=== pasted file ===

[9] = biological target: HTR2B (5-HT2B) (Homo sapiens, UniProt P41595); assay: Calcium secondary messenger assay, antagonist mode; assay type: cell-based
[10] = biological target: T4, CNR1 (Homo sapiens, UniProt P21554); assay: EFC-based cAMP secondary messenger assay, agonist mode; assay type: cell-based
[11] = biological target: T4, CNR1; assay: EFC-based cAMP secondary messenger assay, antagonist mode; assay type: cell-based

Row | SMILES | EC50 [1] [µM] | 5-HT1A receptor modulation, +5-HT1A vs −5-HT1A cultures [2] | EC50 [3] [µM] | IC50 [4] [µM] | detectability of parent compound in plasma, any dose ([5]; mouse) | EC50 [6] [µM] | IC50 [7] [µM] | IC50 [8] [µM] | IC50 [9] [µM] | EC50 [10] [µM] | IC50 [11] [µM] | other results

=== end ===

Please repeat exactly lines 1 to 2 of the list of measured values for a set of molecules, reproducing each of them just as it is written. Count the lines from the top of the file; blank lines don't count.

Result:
[9] = biological target: HTR2B (5-HT2B) (Homo sapiens, UniProt P41595); assay: Calcium secondary messenger assay, antagonist mode; assay type: cell-based
[10] = biological target: T4, CNR1 (Homo sapiens, UniProt P21554); assay: EFC-based cAMP secondary messenger assay, agonist mode; assay type: cell-based